US 2897703 A
Description (OCR text may contain errors)
Aug. 4, 1959 H. R. FISCHER ET AL 2,897,703
HYDRAULICALLY ACTUATED CRIMPING TOOL 7 Sheets-Sheet l Filed July 10, 1957 Aug. 4, 1959 H. R. FISCHER' ETAL 2,897,703
HYDRAULICALLY ACTUATED CRIMPING Toor.
Filed July l0, 1957 7 Sheets-Sheet 2 BY m ATTDRN Aug. 4, 1959 H. R. FISCHER ET AL 2,897,703
HYDRAULICALLY .ACTUATED CRIMPING TOOL '7 Sheets-Sheet I5 Filed July 10, 1957 Aug 4, 1959 H. R. FISCHER ET AL 2,897,703
HYDRAULIC/'ALLY ACTUATED CRIMPING TOOL Filed July 10, 1957 7 Sheets-Sheet 4 ATTRNEY Aug. 4, 1959 H. R. FISCHER ET AL 2,897,703
HYDRAULICALLY ACTUATED CRIMPING TOOL Filed July 10. 1957 7 Sheets-Sheet 5 Aug. 4, 1959 H. R. FISCHER ETAL 2,897,703
HYDRAULICALLY AcTuATED CRIMPING TooL.
'7l Sheets-Sheet 6 Filed July 10, 1957 f a l f l g QQ N Aug. 4, 1959 H. R. FlscHER ETAL 2,897,703
HYDRALICALLY ACTUATED CRIMPING TOOL Filed 'July 10, 1957 7 sheets-sheet 7 Tlc'l.
BY WM/5M ATTORN EY 2,897,703 Patented Aug. 4, 1959 HYDRAULECALLY ACTUATED CRMPING TOL Howard R. Fischer and Marcel P. DHaem, Utica, NSY., assignors to Chicago Pneumatic Tool Company, New York, NX., a corporation of New Jersey Application .lilly l0, 1957, Serial No. 670,976
i8 Claims. (Cl. 81-15) This invention pertains to a pneumatically powered compressing tool that is compact in size and is adapted to be held in the palm of the hand when operated. The tool is particularly suited for use in wire terminal crimping operations, and the like.
A general object of the invention is to provide an improved and practical pneumatically operable compressing tool of small size that is held in the hand when operated.
A feature of the invention is a highly efficient mechani cal movement of elements powered by a piston driven wedge, whereby la movable jaw is caused to be compressively closed upon a stationary jaw.
A further feature of the invention is a practical trigger controlled arrangement of valves for effecting pneumatically upon each actuation of the trigger a single reciprocating movement of the piston driven wedge.
Another feature of the invention is a-manually operable push button control arrangement for opening by pneumatically powered means the jaws of the tool to enable insertion of work material between them.
Another feature of the invention is a manually operable latch for safely holding the jaws locked in open position after the push button has been released.
A still further feature of the invention is an interlock safety arrangement, whereby a compressive action of the tool cannot be effected while the jaws are held in open position.
Another object of the invention is to provide a practical hand tool wherein all of the foregoing yfeatures are embodied.
The invention further lies in the particular construction of its various parts, and also in their general arrangement and cooperative association with one another to effect the results intended herein.
The foregoing and other objects, features and advantages of the invention will appear more fully hereinafter from a consideration of the detailed description which follows, taken together with the accompanying drawings wherein an embodiment of the invention is illustrated. It is to be expressly understood, however, that the drawings are for purposes of illustration and description, and they are not to be :construed as` delining the limits of the invention.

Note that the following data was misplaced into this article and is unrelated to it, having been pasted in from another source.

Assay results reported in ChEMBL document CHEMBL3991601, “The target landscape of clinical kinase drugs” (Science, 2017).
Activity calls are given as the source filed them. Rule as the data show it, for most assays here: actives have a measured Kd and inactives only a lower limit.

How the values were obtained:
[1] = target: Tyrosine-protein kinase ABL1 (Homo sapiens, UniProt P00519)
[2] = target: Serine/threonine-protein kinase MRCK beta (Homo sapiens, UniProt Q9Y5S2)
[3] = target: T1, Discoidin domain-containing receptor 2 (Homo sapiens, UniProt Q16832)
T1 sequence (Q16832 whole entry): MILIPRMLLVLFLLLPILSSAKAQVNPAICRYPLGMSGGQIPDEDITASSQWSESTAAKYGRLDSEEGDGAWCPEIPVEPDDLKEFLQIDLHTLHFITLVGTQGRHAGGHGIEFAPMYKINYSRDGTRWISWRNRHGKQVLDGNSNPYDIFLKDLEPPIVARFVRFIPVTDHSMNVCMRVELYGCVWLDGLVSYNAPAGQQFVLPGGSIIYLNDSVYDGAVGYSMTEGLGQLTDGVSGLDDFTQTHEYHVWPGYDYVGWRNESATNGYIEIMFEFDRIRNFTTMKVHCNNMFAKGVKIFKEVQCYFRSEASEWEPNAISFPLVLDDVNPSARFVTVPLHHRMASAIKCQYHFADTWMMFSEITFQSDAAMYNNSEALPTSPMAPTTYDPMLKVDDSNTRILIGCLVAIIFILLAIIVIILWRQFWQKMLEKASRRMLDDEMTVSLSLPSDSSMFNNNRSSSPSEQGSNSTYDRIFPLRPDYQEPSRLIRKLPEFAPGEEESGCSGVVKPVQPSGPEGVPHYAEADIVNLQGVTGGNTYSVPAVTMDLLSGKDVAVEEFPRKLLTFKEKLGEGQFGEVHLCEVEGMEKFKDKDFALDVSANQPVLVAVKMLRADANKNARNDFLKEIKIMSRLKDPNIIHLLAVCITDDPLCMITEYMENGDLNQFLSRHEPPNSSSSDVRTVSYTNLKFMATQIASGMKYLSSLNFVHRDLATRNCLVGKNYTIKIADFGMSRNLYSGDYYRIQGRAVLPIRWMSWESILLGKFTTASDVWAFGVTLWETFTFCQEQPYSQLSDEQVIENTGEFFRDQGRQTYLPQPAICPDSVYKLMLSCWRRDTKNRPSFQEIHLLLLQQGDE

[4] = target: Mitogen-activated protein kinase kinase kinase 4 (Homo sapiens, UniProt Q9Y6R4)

ln the drawings:
Fig. 1 is a longitudinal section through the tool;
Fig. 2 is a plan section on the line 2-2 of Fig. l;
Fig. 3 is a cross section on the line 3-3 of Fig. 2;
Fig. 4 is a cross section on the line 4-4 of Fig. 2;
Fig. 5 is an enlarged sectional view showing the latch block in a latched condition, holding the jaws of the tool in fully open position;
Fig. 6 is a cross section on the line 6-6 of Fig. 5;
Figs. 7 and 7a are enlarged sectional views which schematically show the condition of the tool preparatory to effecting operation of the tool and a consequent crimping action upon terminal wire elements received between the dies, Fig. 7a showing the valve system in normal position;
Figs. 8 and 8a are enlarged sectional views which schematically show the condition of the tool upon completion of the forward stroke of the tool in effecting a crimping action;
Fig. 9 is a sectional view which schematically shows the relation of the control and pop-off valves at the end of the return stroke of the wedge and while the `trigger is still held depressed; and
Fig. l0 is an enlarged sectional View which shows the valve system immediately after the trigger has been actuated.
The tool illustrated in the accompanying drawings includes a housing 20 providing a drive or work piston chamber 21 which is closed at its rear by a valve block or head 22. The opposite end of the piston chamber opens through a reduced area 23 into a forward chamber 24. The latter opens out through the bottom and front end of the housing. Disposed within chamber 24 in parallel spaced relation to each other is a pair of side bearing plates 25, 25'. These plates, as appears in Figs. 2 and 3, project in part through the front end and through the bottom of the housing. An upstanding arm 26 of a yoke member 27 is rigidly retained between the forwardly projecting portions o-f the side plates by means of pins 28. The inner walls of the side plates serve as bearing faces for a tail end or block portion 29 of a ram 31. The latter has a reduced cylindrical shaft 32 which continues forwardly from the ram block 29 and slides through a complementary opening in the yoke arm 26. A ram jaw 33 has a tail piece 34 retained in an end bore of ram shaft 32 by a suitable pin. Jaw 33 represents the movable member of a pair of opposed jaws. The other jaw 35 is stationary, and is an integral part of the yoke member. Jaws 33 and 35 are adapted to accommodate separate halves of a pair of wire terminal crimping dies 36, 37 (Fig. l). The particular dies shown are for purposes of illustration only. The dies serve, when closed under pressure, to effect a crimping action on wire terminal elements 38 disposed between them (Figs. 7 and 8).